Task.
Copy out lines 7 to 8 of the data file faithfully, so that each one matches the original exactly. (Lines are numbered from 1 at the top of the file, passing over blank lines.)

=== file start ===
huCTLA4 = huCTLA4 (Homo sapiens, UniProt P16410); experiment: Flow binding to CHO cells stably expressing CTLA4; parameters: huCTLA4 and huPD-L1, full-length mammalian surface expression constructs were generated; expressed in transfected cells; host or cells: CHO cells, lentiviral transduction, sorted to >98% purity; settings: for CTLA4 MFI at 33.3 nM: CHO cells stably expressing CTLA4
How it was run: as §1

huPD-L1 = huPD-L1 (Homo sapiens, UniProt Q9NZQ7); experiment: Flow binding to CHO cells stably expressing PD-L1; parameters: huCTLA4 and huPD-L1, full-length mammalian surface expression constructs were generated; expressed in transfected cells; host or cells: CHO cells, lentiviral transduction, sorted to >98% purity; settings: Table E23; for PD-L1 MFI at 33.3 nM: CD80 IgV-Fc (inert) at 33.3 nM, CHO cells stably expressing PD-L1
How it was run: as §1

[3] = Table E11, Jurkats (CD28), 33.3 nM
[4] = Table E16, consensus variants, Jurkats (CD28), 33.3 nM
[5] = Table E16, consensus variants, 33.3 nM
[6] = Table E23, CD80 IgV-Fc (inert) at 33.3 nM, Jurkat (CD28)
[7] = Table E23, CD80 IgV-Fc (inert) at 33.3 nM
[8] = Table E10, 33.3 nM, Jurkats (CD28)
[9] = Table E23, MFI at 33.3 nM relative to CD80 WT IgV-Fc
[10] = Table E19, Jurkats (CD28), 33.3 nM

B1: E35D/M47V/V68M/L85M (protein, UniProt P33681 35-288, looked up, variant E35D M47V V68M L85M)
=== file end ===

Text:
[5] = Table E16, consensus variants, 33.3 nM
[6] = Table E23, CD80 IgV-Fc (inert) at 33.3 nM, Jurkat (CD28)